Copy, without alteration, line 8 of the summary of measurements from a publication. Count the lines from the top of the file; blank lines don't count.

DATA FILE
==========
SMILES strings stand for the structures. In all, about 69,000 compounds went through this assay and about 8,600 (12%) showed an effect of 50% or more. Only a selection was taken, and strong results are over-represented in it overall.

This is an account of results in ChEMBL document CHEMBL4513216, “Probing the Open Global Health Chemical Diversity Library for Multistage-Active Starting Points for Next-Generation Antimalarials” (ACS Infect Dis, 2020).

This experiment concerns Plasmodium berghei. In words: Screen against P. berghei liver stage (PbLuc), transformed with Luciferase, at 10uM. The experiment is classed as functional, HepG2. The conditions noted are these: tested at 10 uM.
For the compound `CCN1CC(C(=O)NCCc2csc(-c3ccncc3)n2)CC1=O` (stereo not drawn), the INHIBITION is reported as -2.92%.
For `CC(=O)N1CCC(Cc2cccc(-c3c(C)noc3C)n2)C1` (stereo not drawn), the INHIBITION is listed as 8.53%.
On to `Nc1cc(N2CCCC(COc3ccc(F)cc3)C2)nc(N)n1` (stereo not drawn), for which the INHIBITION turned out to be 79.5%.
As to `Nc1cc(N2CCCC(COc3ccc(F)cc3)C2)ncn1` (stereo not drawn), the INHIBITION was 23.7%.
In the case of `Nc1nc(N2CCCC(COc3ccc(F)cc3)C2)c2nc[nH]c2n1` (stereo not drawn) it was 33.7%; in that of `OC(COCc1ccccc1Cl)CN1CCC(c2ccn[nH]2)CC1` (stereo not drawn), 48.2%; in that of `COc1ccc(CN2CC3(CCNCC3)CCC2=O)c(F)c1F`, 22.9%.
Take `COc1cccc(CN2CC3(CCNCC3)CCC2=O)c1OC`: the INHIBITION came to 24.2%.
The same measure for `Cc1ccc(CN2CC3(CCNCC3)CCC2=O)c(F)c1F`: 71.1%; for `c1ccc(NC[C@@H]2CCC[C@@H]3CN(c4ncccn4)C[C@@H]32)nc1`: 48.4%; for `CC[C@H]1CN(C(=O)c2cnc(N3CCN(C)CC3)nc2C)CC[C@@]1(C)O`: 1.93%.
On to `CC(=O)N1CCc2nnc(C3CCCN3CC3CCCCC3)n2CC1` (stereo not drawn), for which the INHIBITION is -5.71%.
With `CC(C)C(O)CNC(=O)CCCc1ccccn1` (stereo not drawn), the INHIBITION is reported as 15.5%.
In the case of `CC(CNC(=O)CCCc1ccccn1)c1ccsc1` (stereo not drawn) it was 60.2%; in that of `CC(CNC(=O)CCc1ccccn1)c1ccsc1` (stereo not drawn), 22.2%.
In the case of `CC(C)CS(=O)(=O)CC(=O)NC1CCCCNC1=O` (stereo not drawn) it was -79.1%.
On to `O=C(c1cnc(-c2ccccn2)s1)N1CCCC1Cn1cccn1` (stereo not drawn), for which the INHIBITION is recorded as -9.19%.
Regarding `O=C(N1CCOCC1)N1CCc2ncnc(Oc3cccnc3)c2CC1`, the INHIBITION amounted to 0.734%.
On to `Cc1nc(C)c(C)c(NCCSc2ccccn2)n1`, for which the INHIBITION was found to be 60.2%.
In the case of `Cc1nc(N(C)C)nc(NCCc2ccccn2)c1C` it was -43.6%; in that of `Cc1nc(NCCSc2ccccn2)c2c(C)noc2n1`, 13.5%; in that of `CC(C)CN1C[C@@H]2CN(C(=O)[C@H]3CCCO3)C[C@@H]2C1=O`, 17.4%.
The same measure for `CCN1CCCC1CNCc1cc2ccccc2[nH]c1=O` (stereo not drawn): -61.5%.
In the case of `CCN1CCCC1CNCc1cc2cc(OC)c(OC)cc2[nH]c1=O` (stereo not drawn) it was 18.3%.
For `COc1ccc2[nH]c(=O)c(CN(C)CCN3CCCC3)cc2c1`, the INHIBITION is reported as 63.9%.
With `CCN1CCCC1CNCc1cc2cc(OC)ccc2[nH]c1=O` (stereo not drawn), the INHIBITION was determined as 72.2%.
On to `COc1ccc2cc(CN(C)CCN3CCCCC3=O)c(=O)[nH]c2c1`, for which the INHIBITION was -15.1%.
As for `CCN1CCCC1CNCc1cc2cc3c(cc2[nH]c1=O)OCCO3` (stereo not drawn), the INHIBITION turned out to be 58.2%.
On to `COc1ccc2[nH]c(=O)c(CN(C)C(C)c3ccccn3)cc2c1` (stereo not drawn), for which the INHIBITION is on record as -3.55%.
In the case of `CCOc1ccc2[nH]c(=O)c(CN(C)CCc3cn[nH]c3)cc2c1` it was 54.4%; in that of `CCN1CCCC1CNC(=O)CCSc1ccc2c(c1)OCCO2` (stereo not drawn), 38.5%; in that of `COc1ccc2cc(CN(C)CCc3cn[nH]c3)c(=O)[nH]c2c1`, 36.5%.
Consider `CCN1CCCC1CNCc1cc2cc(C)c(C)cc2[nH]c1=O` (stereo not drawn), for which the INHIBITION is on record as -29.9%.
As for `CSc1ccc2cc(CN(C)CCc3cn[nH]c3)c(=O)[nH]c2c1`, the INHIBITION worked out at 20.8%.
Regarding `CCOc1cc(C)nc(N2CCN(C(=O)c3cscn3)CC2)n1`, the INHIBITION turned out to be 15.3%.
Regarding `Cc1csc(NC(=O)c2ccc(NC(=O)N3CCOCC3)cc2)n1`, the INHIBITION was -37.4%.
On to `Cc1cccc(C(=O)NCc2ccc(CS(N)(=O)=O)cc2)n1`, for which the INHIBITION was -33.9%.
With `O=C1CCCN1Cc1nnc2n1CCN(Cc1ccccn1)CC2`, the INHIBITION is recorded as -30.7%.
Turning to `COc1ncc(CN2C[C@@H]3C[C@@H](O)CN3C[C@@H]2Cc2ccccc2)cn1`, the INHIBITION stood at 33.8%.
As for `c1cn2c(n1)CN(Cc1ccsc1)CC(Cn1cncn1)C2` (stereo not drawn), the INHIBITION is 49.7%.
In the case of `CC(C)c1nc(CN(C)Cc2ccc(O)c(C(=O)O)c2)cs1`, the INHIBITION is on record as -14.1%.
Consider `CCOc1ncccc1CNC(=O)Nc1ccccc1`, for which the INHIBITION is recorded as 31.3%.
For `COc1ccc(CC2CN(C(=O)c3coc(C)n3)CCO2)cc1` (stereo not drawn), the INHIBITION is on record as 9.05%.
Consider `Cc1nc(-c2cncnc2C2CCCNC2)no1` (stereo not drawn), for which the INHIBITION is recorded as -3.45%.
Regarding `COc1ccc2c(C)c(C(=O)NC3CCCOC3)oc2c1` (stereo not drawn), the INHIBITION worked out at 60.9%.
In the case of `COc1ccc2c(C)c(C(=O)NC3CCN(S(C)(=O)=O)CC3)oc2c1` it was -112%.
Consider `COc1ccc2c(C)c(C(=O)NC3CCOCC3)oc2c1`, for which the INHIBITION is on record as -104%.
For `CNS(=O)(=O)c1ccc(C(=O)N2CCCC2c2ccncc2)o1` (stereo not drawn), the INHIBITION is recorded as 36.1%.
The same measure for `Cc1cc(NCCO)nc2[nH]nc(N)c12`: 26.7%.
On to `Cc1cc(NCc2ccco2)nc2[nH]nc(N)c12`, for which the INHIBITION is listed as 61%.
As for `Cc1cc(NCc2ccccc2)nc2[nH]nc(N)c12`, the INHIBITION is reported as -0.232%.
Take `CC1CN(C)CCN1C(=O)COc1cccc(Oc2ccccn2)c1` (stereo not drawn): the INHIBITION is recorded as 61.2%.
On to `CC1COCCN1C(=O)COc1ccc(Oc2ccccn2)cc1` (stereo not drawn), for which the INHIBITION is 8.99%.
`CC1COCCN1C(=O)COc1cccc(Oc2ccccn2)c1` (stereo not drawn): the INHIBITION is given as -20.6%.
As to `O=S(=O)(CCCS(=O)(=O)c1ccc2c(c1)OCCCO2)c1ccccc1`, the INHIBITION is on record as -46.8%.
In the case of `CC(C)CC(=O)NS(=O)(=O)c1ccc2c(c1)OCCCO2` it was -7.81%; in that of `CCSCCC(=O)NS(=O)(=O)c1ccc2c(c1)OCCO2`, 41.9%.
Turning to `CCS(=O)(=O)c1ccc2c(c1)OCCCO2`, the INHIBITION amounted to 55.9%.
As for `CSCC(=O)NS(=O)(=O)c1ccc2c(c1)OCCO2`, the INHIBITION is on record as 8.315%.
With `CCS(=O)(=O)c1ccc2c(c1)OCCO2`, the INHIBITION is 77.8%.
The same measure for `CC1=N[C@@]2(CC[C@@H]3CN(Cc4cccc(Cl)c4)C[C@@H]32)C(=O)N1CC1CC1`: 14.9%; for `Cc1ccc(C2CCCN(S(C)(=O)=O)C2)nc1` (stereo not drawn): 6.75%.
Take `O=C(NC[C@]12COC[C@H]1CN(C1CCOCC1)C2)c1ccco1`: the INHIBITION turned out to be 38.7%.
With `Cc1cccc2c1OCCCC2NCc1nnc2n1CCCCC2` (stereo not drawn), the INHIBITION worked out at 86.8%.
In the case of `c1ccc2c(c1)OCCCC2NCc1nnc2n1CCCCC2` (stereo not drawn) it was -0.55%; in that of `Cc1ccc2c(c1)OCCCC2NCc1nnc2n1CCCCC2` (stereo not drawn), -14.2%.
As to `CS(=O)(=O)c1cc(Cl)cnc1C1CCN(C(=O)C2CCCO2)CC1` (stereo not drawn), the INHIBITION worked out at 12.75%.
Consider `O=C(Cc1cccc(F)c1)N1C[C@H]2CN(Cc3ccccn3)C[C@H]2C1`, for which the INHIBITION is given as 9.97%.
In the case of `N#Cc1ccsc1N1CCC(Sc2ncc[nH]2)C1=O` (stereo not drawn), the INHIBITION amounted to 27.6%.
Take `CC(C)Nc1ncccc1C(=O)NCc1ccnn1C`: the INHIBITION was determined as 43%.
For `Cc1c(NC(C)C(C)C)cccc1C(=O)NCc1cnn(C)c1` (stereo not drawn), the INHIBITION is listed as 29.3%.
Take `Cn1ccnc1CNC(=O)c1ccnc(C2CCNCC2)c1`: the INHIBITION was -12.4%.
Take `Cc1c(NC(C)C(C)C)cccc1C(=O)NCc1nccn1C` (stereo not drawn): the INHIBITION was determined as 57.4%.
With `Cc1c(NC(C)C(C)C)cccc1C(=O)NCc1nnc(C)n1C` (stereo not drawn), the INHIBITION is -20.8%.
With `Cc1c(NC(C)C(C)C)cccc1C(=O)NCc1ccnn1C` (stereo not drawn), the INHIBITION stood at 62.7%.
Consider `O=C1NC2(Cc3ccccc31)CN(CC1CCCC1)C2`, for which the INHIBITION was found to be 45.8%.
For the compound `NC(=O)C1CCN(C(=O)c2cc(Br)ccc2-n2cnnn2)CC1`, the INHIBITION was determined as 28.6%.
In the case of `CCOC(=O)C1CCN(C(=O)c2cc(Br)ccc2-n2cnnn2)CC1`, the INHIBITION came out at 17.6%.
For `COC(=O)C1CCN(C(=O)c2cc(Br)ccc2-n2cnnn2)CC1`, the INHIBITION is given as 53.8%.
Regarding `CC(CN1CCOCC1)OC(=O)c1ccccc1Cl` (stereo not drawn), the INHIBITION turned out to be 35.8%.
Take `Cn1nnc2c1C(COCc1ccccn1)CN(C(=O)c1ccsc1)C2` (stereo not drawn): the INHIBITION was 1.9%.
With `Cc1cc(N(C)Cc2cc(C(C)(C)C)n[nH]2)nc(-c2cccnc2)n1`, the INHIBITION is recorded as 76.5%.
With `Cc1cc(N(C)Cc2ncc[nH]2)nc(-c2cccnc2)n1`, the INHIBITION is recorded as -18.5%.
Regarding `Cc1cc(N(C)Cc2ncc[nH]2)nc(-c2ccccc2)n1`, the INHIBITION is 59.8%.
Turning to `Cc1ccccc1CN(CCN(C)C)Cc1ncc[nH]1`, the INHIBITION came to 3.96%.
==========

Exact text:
In the case of `Nc1nc(N2CCCC(COc3ccc(F)cc3)C2)c2nc[nH]c2n1` (stereo not drawn) it was 33.7%; in that of `OC(COCc1ccccc1Cl)CN1CCC(c2ccn[nH]2)CC1` (stereo not drawn), 48.2%; in that of `COc1ccc(CN2CC3(CCNCC3)CCC2=O)c(F)c1F`, 22.9%.